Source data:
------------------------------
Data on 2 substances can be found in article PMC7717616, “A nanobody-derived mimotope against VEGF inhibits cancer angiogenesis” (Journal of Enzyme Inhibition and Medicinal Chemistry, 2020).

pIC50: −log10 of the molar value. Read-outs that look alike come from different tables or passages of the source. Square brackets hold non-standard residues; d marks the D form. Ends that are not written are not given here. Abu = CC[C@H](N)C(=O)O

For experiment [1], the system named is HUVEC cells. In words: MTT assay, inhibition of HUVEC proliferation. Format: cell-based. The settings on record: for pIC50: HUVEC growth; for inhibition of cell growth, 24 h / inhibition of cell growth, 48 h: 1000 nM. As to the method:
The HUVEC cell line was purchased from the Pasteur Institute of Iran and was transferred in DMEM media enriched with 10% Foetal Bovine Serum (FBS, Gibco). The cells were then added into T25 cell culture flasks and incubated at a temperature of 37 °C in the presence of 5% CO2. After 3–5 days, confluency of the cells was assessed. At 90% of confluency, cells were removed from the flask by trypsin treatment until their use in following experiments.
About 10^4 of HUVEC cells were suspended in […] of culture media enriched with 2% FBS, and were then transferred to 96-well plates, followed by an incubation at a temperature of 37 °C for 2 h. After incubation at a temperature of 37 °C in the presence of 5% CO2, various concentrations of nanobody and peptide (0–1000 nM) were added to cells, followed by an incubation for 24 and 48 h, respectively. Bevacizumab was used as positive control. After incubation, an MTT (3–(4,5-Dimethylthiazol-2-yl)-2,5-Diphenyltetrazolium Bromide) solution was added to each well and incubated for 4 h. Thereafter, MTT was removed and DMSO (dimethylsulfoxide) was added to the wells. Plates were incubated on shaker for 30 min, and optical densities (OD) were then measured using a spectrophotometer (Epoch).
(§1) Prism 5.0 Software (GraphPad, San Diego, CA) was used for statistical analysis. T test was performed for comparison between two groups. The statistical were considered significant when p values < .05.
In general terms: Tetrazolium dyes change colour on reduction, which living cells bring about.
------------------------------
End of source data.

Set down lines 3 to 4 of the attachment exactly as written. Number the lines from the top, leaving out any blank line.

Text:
For experiment [1], the system named is HUVEC cells. In words: MTT assay, inhibition of HUVEC proliferation. Format: cell-based. The settings on record: for pIC50: HUVEC growth; for inhibition of cell growth, 24 h / inhibition of cell growth, 48 h: 1000 nM. As to the method:
The HUVEC cell line was purchased from the Pasteur Institute of Iran and was transferred in DMEM media enriched with 10% Foetal Bovine Serum (FBS, Gibco). The cells were then added into T25 cell culture flasks and incubated at a temperature of 37 °C in the presence of 5% CO2. After 3–5 days, confluency of the cells was assessed. At 90% of confluency, cells were removed from the flask by trypsin treatment until their use in following experiments.